Parent TipsYouth athletes have a special ear for their parents' voices. Realize this during games, and make sure what they hear from you is not conflicting with coaches' instructions and intentions.
Before a game ask the officials if they would like to speak to your team and/or your parents. This show of cooperation sets the expectation of how everyone should respect the officials.
When your child's Coach redefines "winner" through a mastery approach to coaching, reinforce the coach's approach. Instead of focusing on the scoreboard, remember the ELM Tree of Mastery for Effort, Learning and Mistakes are OK (because mistakes help us learn, but fear of mistakes helps us fail).
Talk with your child about his goals and how sports may help him achieve them. Recognize that your goals for his sports experience may not be the same as his. Support him in striving to reach his goals. If the goals are all about skills or results, remind your child that "having fun" should be at the top of the list.
As soon as you know who your child's coach is going to be, introduce yourself, let him or her know you want to help your child have the best possible experience and offer to assist the coach in any way you are able. Meeting the coach early and establishing a positive relationship will make conversation easier if a problem arises during the season.
Let your child know you are ok with him not making a team. You may be disappointed for him if he doesn't make it, but you won't be disappointed in him. This can free him up to give his best effort.
It is the responsibility of players and coaches to try to win. You have a much more important responsibility: making sure your children draw from sports the lessons that will help them become successful, contributing adults.
Commit to conducting yourself by a code, which Positive Coaching Alliance calls "Honoring the Game". To remember components of this code, remind yourself and your children that Honoring the Game means respecting the sport's ROOTS, where ROOTS stands for Rules, Opponents, Officials, Teammates and Self.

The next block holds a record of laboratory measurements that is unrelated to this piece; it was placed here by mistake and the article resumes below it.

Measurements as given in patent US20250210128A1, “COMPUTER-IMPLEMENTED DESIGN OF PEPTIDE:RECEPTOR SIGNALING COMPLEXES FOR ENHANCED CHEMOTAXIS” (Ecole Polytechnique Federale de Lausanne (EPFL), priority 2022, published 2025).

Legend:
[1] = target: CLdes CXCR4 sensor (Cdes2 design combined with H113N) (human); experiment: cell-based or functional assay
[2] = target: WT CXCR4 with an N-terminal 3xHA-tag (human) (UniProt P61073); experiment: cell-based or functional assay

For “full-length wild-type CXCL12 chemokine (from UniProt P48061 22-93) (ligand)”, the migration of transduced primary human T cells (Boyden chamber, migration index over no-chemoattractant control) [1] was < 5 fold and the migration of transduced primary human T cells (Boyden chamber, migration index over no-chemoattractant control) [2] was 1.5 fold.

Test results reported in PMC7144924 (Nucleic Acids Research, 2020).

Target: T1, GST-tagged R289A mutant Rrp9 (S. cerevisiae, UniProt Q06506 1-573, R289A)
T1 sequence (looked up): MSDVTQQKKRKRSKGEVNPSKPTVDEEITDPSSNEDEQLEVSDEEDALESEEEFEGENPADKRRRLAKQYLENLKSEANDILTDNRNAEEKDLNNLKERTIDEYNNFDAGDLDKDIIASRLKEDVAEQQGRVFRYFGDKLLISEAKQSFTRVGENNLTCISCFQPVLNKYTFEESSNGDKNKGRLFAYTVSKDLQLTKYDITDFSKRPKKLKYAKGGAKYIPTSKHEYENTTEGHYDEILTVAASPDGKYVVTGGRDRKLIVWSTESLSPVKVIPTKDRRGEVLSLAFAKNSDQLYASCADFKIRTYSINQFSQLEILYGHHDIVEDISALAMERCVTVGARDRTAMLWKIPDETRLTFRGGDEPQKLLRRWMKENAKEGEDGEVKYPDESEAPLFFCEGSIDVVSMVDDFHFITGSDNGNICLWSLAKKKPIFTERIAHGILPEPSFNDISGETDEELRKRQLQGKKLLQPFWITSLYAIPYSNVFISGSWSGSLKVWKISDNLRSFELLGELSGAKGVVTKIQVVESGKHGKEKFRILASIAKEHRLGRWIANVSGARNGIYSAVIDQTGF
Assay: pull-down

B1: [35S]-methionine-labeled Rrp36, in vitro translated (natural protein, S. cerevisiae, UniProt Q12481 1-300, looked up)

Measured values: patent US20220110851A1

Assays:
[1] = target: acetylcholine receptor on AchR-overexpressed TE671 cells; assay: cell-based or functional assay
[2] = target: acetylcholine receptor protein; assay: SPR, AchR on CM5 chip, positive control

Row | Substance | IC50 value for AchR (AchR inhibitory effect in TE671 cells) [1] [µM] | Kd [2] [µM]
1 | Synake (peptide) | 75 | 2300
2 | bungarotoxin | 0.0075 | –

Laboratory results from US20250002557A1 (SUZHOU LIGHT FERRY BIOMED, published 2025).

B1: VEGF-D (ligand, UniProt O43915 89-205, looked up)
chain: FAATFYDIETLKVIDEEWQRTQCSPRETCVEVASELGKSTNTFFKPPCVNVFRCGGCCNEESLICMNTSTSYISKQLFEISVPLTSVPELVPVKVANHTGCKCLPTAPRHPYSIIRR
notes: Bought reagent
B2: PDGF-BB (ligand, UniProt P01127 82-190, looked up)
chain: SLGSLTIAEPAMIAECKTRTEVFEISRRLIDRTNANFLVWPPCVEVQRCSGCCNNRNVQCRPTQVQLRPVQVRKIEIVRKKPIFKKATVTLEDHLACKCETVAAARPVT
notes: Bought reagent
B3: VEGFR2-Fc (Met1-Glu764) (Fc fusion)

To excel, your children must love the game enough to work at it. Pressuring them to excel can sap that love. You can nurture this love of playing by noticing and recognizing them for specific things they're doing well.
Avoid having your children specialize in one sport too early. It can lead to burnout and overuse injuries, and perhaps worst of all, falling out of love with the sport.
Help your young athlete to understand the value of a good opponent. Good opponents bring out the best in us. Model this attitude by talking about opponents respectfully. Never demonize the opponent as "the enemy".
Remember those growth charts that measured your children's heights at different ages? Create something similar each sports season, measuring their progress, just as you did with the growth chart, against their former selves.
Remember, research shows that athletes who receive positive encouragement, support and unconditional love from their parents tend to thrive. Remind your child that dinner will be on the table after the game regardless of how well he plays.
Ask your children's coaches if they have a coaching philosophy. If not, let them know you admire coaches who strive to win, while teaching life lessons through sports.